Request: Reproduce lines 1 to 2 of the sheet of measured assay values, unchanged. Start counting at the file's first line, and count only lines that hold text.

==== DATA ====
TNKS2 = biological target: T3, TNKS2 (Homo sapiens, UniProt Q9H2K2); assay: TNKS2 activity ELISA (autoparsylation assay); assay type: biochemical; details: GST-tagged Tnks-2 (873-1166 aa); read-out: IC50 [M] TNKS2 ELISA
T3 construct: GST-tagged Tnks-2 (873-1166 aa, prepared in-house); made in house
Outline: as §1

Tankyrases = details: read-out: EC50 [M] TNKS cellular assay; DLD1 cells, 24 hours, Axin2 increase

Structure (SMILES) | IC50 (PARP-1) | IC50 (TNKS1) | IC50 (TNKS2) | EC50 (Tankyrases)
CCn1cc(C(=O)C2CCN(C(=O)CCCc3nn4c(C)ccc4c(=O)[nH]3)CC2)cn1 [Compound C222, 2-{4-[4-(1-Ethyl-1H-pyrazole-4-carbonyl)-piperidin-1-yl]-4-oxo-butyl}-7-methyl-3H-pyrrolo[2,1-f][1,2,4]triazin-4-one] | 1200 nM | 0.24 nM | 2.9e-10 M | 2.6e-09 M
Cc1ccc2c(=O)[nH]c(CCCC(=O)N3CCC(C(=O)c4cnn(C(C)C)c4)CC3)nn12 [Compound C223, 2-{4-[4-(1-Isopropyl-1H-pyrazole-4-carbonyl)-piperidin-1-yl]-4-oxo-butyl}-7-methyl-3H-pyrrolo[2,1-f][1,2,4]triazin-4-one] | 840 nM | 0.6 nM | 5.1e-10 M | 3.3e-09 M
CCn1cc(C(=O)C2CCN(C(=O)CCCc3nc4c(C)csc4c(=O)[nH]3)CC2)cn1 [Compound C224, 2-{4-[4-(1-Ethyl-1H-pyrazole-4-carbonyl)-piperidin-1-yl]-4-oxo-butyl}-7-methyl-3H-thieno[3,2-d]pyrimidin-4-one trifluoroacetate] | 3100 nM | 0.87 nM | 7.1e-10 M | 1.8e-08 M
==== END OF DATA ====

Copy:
TNKS2 = biological target: T3, TNKS2 (Homo sapiens, UniProt Q9H2K2); assay: TNKS2 activity ELISA (autoparsylation assay); assay type: biochemical; details: GST-tagged Tnks-2 (873-1166 aa); read-out: IC50 [M] TNKS2 ELISA
T3 construct: GST-tagged Tnks-2 (873-1166 aa, prepared in-house); made in house